On Wednesday Baldwin County Schools Superintendent Eddie Tyler announced that more than 200 employees were absent in the first week of January due to the spread of COVID-19 as case numbers continue to climb.
In an email to parents, Tyler said, "Folks, this is a significant development and I don't want to candy coat this. While our student numbers are not as high as they were before Labor Day, our employee numbers are troubling. I have said all along. If we cannot staff our schools, we will have to close. I also want you to know everyone is working double and triple to keep that from happening."
Students were scheduled to be at home Monday for Martin Luther King Jr. Day and remain home Tuesday for a scheduled e-learning day. Teachers will also remain at home, Tyler said, rather than attend scheduled professional development in an effort to stop the spread. He added that he will let parents know on Monday if the district will require masks to be worn when students return.
While students were at home over the holiday break, case counts for COVID-19 began to skyrocket across the nation, setting records in cities from coast to coast. The day before Baldwin County schools returned to class in January, Tyler announced there would not be a mask mandate despite urgings from the CDC to resume mask wearing in public.
On the first day students returned to class, there were 232 COVID-19 related absences in Baldwin County schools. One week later, on Monday, Jan. 11, that number more than doubled with 430 cases. Another 248 were reported the next day.
Doctors say they believe mask wearing could help lower those numbers.
"I have a lot of sympathy for people who are making the decisions," said Dr. Danielle Gilliam, M.D., Thomas Hospital pediatric hospitalist. "They are facing a lot of community blowback because people have strong feelings about what should be done, and what shouldn't be done."
Still, she said, masks are the least invasive way to help limit the spread and keep the weakest in the community safer.
"Not everybody falls into that bubble of 'we'll get over it.' I think if we could decrease the spread, we would keep the weaker safe and also help the hospitals to not to be overflowing."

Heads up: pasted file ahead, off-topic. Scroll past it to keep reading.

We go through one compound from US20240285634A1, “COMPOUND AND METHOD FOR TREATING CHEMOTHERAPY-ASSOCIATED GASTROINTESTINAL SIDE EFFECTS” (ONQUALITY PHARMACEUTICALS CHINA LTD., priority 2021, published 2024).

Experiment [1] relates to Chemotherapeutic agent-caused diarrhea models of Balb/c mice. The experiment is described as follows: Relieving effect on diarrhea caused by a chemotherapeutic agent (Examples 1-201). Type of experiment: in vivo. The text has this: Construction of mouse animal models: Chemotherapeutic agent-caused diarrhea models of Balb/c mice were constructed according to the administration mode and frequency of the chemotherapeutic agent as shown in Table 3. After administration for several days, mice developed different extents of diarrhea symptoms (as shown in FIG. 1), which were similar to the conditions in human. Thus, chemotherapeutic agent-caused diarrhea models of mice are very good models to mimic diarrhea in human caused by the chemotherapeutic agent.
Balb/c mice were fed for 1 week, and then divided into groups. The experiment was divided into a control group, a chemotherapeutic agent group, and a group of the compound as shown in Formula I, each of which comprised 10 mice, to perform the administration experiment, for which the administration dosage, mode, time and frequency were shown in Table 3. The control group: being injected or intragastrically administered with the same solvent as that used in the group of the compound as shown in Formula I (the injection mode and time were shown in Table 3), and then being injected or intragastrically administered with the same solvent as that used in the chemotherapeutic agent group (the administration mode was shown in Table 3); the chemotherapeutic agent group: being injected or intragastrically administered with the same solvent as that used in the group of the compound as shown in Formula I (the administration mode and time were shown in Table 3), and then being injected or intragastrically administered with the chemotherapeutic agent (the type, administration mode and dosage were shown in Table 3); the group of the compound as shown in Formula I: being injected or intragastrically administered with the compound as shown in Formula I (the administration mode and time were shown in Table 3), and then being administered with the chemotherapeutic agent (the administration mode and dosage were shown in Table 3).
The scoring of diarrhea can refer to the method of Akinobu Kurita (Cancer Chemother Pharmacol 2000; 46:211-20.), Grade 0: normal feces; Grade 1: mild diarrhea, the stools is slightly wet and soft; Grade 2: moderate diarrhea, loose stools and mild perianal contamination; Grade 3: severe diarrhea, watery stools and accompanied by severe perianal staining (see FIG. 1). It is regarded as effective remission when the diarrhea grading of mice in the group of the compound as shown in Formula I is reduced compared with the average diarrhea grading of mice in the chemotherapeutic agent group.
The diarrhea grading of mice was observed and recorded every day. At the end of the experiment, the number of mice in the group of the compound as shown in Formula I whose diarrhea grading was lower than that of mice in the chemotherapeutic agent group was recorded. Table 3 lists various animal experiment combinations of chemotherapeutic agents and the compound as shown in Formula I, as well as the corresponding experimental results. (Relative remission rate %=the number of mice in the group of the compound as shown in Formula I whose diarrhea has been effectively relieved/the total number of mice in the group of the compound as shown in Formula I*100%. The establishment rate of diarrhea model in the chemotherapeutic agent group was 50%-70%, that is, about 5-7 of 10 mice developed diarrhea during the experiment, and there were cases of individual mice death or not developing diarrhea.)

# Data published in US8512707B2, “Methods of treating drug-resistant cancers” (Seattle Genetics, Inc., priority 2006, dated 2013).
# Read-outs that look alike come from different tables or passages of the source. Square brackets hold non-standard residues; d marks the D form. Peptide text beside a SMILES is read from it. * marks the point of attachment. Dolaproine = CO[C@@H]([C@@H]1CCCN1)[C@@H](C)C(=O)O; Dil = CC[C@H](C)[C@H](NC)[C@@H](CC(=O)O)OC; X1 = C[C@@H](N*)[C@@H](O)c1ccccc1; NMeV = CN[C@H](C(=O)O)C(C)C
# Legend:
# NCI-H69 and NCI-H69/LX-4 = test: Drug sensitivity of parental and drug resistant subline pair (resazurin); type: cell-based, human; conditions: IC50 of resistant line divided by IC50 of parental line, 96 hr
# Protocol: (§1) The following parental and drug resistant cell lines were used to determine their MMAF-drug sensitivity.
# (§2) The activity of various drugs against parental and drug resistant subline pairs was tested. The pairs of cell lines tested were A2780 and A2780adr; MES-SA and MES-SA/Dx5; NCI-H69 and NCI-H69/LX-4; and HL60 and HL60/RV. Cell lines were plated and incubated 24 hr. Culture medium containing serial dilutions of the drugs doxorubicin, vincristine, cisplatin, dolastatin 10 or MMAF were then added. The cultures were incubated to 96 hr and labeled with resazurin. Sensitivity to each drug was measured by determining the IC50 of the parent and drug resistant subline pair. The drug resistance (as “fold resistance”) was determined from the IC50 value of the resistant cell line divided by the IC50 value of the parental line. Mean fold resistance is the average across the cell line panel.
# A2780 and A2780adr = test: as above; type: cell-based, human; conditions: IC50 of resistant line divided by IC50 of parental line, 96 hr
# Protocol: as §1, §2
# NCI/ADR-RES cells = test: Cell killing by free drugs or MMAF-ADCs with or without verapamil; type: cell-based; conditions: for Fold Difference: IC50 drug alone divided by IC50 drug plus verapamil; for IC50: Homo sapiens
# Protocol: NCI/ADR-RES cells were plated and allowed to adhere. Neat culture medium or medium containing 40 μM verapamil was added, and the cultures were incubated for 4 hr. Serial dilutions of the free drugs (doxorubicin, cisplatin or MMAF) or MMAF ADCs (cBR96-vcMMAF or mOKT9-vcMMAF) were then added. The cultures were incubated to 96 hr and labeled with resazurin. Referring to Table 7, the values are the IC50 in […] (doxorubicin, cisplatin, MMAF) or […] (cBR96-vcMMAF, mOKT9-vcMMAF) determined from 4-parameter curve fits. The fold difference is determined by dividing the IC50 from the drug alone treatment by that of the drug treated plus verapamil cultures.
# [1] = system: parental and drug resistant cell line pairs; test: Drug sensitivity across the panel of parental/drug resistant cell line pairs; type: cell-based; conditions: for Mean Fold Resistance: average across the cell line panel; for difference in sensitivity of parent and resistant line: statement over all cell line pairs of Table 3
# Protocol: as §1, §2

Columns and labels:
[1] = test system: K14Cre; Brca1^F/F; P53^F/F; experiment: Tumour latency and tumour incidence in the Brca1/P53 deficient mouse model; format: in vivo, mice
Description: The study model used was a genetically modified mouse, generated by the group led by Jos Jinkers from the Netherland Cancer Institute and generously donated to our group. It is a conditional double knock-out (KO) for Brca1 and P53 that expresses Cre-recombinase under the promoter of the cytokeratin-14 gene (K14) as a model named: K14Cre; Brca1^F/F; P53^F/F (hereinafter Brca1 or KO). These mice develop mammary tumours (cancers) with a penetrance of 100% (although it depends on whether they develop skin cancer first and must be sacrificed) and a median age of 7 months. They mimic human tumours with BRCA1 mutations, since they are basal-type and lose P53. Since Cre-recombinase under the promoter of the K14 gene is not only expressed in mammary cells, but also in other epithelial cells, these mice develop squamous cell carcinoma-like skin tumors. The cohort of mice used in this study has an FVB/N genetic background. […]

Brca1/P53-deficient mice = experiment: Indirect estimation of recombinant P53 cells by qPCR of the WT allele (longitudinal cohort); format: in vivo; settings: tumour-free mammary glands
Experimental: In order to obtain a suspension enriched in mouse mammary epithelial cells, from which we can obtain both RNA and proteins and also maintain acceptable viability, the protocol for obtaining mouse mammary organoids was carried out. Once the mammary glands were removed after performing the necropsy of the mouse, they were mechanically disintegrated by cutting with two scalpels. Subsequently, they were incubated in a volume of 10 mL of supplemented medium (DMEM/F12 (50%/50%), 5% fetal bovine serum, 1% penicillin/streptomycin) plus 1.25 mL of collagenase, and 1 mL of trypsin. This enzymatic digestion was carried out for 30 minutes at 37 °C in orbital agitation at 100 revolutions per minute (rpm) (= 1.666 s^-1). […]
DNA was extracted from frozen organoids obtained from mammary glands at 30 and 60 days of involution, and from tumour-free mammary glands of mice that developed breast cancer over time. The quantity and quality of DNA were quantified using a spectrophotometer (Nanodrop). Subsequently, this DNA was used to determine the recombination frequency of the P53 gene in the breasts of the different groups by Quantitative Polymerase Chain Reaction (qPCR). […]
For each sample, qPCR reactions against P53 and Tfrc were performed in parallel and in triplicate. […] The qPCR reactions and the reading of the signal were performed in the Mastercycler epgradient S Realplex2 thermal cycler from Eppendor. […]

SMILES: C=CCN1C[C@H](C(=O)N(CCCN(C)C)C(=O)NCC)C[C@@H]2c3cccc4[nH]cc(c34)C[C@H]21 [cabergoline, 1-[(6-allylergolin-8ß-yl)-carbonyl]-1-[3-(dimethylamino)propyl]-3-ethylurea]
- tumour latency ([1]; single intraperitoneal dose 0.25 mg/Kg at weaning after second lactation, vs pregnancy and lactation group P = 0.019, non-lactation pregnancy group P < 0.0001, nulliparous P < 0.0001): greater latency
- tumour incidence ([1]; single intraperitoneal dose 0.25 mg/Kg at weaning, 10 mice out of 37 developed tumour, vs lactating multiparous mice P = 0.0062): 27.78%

School districts across Alabama and the nation have switched to virtual learning in recent days as the virus tears through classrooms. Others have reinstated mask-wearing requirements to try and curb the spread.
Gilliam said the Omicron variant currently fueling the outbreak is not causing severe disease in vaccinated individuals, however, it is filling up hospitals and sending more children to the ER.
The numbers in the daily school reports from Baldwin County only reflect those cases officials know about. There are currently 31,000 students in the district in 44 schools. Hundreds of other students are believed to be asymptomatic or unable to be tested due to the limited access to Coronavirus testing. In recent days the lines at testing sites in Baldwin County have left patients waiting hours for the nasal swab.
"A lot of people have Covid and it's not on the record," Gilliam said. "We have higher record numbers than we had at any point in the pandemic."
At Thomas Hospital the current positivity rate, meaning the percentage of total tests that are positive, is 40%. That is the highest that mark has reached since the pandemic began.
While there are currently far less patients using ventilators at Infirmary Health than when the Delta variant slammed into the population last summer, Gilliam said hallways and waiting rooms are still lined with sick people, including children.
Her youngest COVID-19 patient in this newest wave was just 3 weeks old.
Gilliam said parents who are concerned should consider vaccinating their children. The vaccine, she said, has helped stop the virus from causing serious complications in most patients. Currently Alabama holds one of the lowest averages in the nation for vaccination with just 1.45% of children ages 5-11 fully vaccinated.
Even without the vaccination, masks, Gilliam said, make a difference.
"Masks are an inconvenience and there are lots of reasons people don't want their children to wear them which I understand. But, it is a very simple way to decrease the spread,” she said.
“While the rates are high it’s just a kind and courteous thing to do. As soon as this surge dissipates, we can take them off again,” she said.
In his email to parents, Tyler did indicate that the district did not find a distinct rise in cases when they compared the months masks were worn to the months when masks were not.
He wrote, "I'm not going to try to be a scientist and tell you whether the masks work or don't work, but I can tell you that when we wore masks before, we saw significant contagion similar to what we are seeing now, without masks. Each strain of the virus is different as we have learned, but if we believe this will provide some level of benefit, then we may return to school next week with masks."
Gilliam also said that as more children become ill with the virus, she worries about more children also suffering from MIS-C, a multi-inflammatory syndrome that occurs weeks after contracting COVID-19.
While the disease is rare, it is brutal and can kill.
Last year several children in Baldwin County were diagnosed with MIS-C and became gravely ill.
“I did not have any patients pass from MIS-C but it is very serious. Some patients are near death,” she said.